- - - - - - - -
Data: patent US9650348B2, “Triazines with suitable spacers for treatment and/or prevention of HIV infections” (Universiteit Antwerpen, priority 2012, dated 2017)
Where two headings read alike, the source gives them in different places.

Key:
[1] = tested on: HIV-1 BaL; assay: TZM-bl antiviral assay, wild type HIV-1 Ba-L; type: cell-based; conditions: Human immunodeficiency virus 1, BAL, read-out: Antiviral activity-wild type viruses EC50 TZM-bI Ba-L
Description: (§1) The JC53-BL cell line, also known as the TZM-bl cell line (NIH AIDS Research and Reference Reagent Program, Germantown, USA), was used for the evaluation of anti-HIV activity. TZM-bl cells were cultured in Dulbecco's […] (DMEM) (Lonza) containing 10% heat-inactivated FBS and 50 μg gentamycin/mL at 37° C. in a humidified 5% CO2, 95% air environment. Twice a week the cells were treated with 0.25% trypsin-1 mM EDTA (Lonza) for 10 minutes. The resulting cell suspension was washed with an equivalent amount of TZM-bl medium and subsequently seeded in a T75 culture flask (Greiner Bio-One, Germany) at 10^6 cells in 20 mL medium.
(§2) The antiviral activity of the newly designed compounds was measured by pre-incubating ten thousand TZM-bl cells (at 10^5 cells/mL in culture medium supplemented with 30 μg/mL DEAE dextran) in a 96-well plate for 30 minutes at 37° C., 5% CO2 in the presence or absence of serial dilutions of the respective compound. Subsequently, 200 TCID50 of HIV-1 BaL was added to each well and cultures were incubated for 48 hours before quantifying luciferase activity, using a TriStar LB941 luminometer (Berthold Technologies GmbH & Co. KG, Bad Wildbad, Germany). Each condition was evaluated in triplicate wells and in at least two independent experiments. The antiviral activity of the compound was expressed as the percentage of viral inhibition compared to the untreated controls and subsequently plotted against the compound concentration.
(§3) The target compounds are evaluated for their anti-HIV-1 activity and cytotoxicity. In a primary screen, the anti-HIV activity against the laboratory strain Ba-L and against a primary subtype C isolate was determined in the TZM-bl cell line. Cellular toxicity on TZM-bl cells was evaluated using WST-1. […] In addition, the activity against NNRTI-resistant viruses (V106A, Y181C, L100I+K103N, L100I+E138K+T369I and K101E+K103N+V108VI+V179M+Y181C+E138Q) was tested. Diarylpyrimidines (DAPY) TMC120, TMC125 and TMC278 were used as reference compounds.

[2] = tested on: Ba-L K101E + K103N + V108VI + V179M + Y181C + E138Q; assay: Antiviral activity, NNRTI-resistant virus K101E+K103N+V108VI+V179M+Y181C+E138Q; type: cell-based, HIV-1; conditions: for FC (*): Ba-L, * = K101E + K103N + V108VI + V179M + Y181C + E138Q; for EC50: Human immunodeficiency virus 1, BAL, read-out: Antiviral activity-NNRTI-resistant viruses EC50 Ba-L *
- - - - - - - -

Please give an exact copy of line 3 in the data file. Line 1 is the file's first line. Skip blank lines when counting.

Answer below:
Key: